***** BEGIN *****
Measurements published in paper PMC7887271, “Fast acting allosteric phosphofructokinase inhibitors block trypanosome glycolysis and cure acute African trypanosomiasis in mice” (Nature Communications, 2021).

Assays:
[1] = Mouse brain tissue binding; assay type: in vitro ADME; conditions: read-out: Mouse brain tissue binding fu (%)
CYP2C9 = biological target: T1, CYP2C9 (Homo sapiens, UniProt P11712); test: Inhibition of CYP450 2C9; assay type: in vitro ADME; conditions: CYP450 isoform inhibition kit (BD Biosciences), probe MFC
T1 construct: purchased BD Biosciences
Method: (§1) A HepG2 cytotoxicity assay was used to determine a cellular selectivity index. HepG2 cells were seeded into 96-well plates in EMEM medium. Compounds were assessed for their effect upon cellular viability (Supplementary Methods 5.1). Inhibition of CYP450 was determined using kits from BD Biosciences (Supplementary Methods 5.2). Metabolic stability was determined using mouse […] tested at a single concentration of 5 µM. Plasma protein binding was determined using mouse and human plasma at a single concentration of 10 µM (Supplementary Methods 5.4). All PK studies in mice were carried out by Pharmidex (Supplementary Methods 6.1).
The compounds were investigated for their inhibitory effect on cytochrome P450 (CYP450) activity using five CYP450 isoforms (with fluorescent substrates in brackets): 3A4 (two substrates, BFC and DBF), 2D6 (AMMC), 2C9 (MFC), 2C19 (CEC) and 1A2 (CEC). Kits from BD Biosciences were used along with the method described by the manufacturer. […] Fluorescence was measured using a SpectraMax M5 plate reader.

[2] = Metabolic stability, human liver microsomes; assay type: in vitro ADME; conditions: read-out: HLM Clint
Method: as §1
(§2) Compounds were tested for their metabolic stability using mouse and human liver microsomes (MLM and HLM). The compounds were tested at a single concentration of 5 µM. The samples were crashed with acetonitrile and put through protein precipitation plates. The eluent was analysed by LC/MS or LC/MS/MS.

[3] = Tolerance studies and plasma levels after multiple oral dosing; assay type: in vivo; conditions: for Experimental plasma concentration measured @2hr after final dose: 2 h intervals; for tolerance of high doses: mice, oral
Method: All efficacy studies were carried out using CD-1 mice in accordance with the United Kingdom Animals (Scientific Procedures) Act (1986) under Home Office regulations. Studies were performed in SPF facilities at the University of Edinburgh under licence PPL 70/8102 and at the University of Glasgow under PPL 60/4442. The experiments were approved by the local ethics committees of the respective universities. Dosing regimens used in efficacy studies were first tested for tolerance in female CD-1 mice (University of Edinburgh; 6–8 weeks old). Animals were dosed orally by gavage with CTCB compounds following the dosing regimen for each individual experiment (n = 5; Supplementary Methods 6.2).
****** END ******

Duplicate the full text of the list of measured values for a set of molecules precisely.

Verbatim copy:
Measurements published in paper PMC7887271, “Fast acting allosteric phosphofructokinase inhibitors block trypanosome glycolysis and cure acute African trypanosomiasis in mice” (Nature Communications, 2021).

Assays:
[1] = Mouse brain tissue binding; assay type: in vitro ADME; conditions: read-out: Mouse brain tissue binding fu (%)
CYP2C9 = biological target: T1, CYP2C9 (Homo sapiens, UniProt P11712); test: Inhibition of CYP450 2C9; assay type: in vitro ADME; conditions: CYP450 isoform inhibition kit (BD Biosciences), probe MFC
T1 construct: purchased BD Biosciences
Method: (§1) A HepG2 cytotoxicity assay was used to determine a cellular selectivity index. HepG2 cells were seeded into 96-well plates in EMEM medium. Compounds were assessed for their effect upon cellular viability (Supplementary Methods 5.1). Inhibition of CYP450 was determined using kits from BD Biosciences (Supplementary Methods 5.2). Metabolic stability was determined using mouse […] tested at a single concentration of 5 µM. Plasma protein binding was determined using mouse and human plasma at a single concentration of 10 µM (Supplementary Methods 5.4). All PK studies in mice were carried out by Pharmidex (Supplementary Methods 6.1).
The compounds were investigated for their inhibitory effect on cytochrome P450 (CYP450) activity using five CYP450 isoforms (with fluorescent substrates in brackets): 3A4 (two substrates, BFC and DBF), 2D6 (AMMC), 2C9 (MFC), 2C19 (CEC) and 1A2 (CEC). Kits from BD Biosciences were used along with the method described by the manufacturer. […] Fluorescence was measured using a SpectraMax M5 plate reader.

[2] = Metabolic stability, human liver microsomes; assay type: in vitro ADME; conditions: read-out: HLM Clint
Method: as §1
(§2) Compounds were tested for their metabolic stability using mouse and human liver microsomes (MLM and HLM). The compounds were tested at a single concentration of 5 µM. The samples were crashed with acetonitrile and put through protein precipitation plates. The eluent was analysed by LC/MS or LC/MS/MS.

[3] = Tolerance studies and plasma levels after multiple oral dosing; assay type: in vivo; conditions: for Experimental plasma concentration measured @2hr after final dose: 2 h intervals; for tolerance of high doses: mice, oral
Method: All efficacy studies were carried out using CD-1 mice in accordance with the United Kingdom Animals (Scientific Procedures) Act (1986) under Home Office regulations. Studies were performed in SPF facilities at the University of Edinburgh under licence PPL 70/8102 and at the University of Glasgow under PPL 60/4442. The experiments were approved by the local ethics committees of the respective universities. Dosing regimens used in efficacy studies were first tested for tolerance in female CD-1 mice (University of Edinburgh; 6–8 weeks old). Animals were dosed orally by gavage with CTCB compounds following the dosing regimen for each individual experiment (n = 5; Supplementary Methods 6.2).